When declaring a major in college, it is easy to get overwhelmed with all of the different routes that a student interested in media could take. Is it advertising? Is it news writing and editing? How about marketing? Public relations? Broadcast journalism?

As an incoming freshman, or even sophomore, making this one decision that filters your entire future career path can seem like a big decision. The good news is, all of these fields and specializations are very closely related. Even if you are a second-semester senior graduating with a degree in journalism, you, too, can land a PR fellowship in New York City and watch your career blossom in front of you.

The first profession that comes to mind when you think of media is usually journalism or TV broadcasters. Once you really dive into the media industry, though, it becomes clear that these roles are truly such a small part of the millions of people working in media across the world.

According to the Bureau of Labor Statistics, employment of media and communication occupations is projected to grow 4% from 2018 to 2028 – about as fast as all occupations, which will result in around 27,600 new jobs. This is great news, as the media industry is often referred to as a “dying art.” Rejoice, fellow journalism school students! Like me, you can still find a meaningful career even if you decide writing the news is not for you.

As a journalism major, you tour the offices of a fashion publication where you thought you’d live out your Carrie Bradshaw or Andy Sachs dreams only to learn fashion journalism is nothing like what the movies make it out to be. There are no bustling assistants zooming past you with clothing racks overflowing with designer garments, no models or celebrities parading around the office – because that is exactly what it is, an office.

Chic? Yes. Quiet? Yes. The allure was lost.

via GIPHY

I looked to contacts in the industry to provide direction on an outlet that would tap into my creativity and wordsmithing talents, while also working with companies, brands and celebrities, and attending events. What was the perfect answer to mixing my love of lifestyle and entertainment culture with a journalism background? Consumer public relations.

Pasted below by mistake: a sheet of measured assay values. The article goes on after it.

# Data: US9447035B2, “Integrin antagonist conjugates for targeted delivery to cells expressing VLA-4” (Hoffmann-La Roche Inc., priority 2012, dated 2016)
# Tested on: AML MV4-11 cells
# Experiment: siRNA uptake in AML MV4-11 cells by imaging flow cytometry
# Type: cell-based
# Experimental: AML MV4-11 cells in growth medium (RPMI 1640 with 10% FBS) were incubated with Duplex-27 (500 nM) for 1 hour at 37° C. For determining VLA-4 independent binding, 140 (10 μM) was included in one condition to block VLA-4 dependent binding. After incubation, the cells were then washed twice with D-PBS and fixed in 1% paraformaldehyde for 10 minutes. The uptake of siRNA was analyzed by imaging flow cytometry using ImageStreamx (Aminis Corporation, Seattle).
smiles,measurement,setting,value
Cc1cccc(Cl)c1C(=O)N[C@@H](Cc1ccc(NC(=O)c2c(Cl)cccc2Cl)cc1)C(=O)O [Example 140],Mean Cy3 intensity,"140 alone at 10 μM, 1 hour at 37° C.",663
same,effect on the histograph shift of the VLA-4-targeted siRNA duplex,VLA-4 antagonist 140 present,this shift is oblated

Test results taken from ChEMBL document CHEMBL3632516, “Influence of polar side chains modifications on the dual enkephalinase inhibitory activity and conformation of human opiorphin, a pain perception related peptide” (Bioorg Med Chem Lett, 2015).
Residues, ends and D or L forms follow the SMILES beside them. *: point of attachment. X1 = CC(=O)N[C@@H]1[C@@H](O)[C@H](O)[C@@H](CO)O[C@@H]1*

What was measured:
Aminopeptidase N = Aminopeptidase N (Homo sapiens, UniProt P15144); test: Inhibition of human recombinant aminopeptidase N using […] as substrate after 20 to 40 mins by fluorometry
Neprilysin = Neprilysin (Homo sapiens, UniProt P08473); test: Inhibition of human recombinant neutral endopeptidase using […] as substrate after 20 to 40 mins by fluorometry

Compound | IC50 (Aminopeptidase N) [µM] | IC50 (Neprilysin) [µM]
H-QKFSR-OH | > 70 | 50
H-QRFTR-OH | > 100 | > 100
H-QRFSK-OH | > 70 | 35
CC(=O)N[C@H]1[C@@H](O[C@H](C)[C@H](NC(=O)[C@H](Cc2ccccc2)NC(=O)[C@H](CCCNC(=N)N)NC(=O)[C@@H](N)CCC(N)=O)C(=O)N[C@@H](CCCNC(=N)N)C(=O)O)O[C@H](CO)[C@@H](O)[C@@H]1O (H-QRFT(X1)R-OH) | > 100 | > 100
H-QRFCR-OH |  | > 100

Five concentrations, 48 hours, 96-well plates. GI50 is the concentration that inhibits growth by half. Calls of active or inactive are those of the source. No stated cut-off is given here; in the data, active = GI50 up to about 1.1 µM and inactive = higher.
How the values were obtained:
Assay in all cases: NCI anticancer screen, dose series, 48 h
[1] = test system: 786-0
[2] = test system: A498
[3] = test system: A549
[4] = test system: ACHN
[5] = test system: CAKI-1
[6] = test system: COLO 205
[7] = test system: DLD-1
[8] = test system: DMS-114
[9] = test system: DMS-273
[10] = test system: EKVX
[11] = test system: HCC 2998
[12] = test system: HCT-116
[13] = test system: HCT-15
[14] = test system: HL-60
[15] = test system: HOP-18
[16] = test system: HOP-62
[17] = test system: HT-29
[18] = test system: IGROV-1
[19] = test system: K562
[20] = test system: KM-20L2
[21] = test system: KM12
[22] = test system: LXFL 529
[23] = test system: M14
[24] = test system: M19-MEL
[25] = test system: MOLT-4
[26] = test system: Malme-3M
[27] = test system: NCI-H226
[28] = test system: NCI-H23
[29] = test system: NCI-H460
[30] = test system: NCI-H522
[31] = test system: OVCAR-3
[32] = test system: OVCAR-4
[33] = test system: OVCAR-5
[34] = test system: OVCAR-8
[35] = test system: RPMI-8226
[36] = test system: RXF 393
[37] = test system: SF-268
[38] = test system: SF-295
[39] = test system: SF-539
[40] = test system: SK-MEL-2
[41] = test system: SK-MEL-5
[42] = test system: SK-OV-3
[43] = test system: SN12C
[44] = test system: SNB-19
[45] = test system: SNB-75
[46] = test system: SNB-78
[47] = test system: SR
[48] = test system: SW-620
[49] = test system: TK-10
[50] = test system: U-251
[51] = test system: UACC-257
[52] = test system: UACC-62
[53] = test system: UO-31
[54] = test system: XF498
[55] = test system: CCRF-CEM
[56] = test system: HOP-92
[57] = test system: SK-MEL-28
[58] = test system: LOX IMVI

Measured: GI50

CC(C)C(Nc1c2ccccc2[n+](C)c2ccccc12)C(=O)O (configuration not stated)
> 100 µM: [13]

While consumer PR is just one facet of the PR industry as a whole, it is one that I have found is a perfect fit. It allows for creativity and strategy, while also crafting the perfect email to pitch an editor and feel that sense of satisfaction when the story runs.

The Surprises

One thing that surprised me most about a career in PR is that there is still a good amount of writing to be done. Whether it be a press release, a thought leadership byline for a client, or a blog post for your own agency (just like this one), your journalism degree will not go to waste. Along with that, your extensive knowledge of AP style will be tested and put to use on a daily basis. It’s even important when communicating with clients so they understand that we are experts in our field. Using correct AP style, even in emails, fosters that expertise.

The Struggles

A struggle that I am still accepting is that not every journalist is going to care about your client or their product every time, even if nothing similar is on the market. There have been many times where I thought a pitch was going to garner numerous media hits and my inbox would be overflowing with interest. Unfortunately this isn’t always the case. Even if you know your client is the best and most important in their area of business, it does not mean every writer will, too, and that’s okay! As PR pros, we are the biggest advocates for our clients, and it’s our job to find the exact right writer who cares just as much as we do.

Another struggle that comes along with PR is that it’s harder to secure interest on an evergreen topic without a timely hook or celebrity tie. With the integration of digital, the news cycle is neverending, and there is always something even more timely and newsworthy competing with you.

The Wins

Is there a better feeling than getting your first piece of interest with a national consumer outlet or a target outlet for your client? I can’t think of one in the professional world. There is nothing like opening an email to find, “Yes, I would like to try that product,” or “Yes, I would like to speak with that contact.”

Maybe there is one thing better than getting interest: Getting coverage. Seeing a story go live online, in print, or on TV is the most rewarding part of the process. Delivering quality coverage for your client makes all the work worth it.

If you’re interested in a career in PR and think Dittoe might be a fit for you, we accept applications on a rolling basis. Learn more here.